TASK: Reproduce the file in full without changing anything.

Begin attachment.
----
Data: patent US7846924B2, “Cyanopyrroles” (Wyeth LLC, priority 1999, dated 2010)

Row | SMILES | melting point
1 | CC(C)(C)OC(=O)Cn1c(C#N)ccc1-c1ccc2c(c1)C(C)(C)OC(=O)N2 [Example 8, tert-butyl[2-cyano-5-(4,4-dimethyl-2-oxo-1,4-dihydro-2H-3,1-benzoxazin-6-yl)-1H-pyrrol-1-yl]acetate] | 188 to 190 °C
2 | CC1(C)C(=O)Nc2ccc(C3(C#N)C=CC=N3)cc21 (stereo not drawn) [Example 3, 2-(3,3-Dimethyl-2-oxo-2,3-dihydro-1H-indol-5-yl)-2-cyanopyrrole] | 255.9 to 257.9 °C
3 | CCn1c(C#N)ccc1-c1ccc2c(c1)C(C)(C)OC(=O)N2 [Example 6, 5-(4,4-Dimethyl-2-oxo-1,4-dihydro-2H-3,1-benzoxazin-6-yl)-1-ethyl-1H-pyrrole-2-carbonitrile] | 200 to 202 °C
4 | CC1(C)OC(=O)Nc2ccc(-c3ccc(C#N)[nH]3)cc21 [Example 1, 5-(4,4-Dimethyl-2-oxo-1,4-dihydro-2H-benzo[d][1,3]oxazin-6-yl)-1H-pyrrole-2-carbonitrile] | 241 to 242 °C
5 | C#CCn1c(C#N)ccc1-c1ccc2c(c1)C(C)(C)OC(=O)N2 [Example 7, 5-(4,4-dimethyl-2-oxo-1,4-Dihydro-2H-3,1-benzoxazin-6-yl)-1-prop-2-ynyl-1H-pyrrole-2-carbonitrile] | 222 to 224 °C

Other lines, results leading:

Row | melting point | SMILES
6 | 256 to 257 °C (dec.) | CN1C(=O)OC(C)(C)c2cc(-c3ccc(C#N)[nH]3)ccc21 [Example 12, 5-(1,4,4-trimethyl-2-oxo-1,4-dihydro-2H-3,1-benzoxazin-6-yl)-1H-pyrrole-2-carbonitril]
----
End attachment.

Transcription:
Data: patent US7846924B2, “Cyanopyrroles” (Wyeth LLC, priority 1999, dated 2010)

Row | SMILES | melting point
1 | CC(C)(C)OC(=O)Cn1c(C#N)ccc1-c1ccc2c(c1)C(C)(C)OC(=O)N2 [Example 8, tert-butyl[2-cyano-5-(4,4-dimethyl-2-oxo-1,4-dihydro-2H-3,1-benzoxazin-6-yl)-1H-pyrrol-1-yl]acetate] | 188 to 190 °C
2 | CC1(C)C(=O)Nc2ccc(C3(C#N)C=CC=N3)cc21 (stereo not drawn) [Example 3, 2-(3,3-Dimethyl-2-oxo-2,3-dihydro-1H-indol-5-yl)-2-cyanopyrrole] | 255.9 to 257.9 °C
3 | CCn1c(C#N)ccc1-c1ccc2c(c1)C(C)(C)OC(=O)N2 [Example 6, 5-(4,4-Dimethyl-2-oxo-1,4-dihydro-2H-3,1-benzoxazin-6-yl)-1-ethyl-1H-pyrrole-2-carbonitrile] | 200 to 202 °C
4 | CC1(C)OC(=O)Nc2ccc(-c3ccc(C#N)[nH]3)cc21 [Example 1, 5-(4,4-Dimethyl-2-oxo-1,4-dihydro-2H-benzo[d][1,3]oxazin-6-yl)-1H-pyrrole-2-carbonitrile] | 241 to 242 °C
5 | C#CCn1c(C#N)ccc1-c1ccc2c(c1)C(C)(C)OC(=O)N2 [Example 7, 5-(4,4-dimethyl-2-oxo-1,4-Dihydro-2H-3,1-benzoxazin-6-yl)-1-prop-2-ynyl-1H-pyrrole-2-carbonitrile] | 222 to 224 °C

Other lines, results leading:

Row | melting point | SMILES
6 | 256 to 257 °C (dec.) | CN1C(=O)OC(C)(C)c2cc(-c3ccc(C#N)[nH]3)ccc21 [Example 12, 5-(1,4,4-trimethyl-2-oxo-1,4-dihydro-2H-3,1-benzoxazin-6-yl)-1H-pyrrole-2-carbonitril]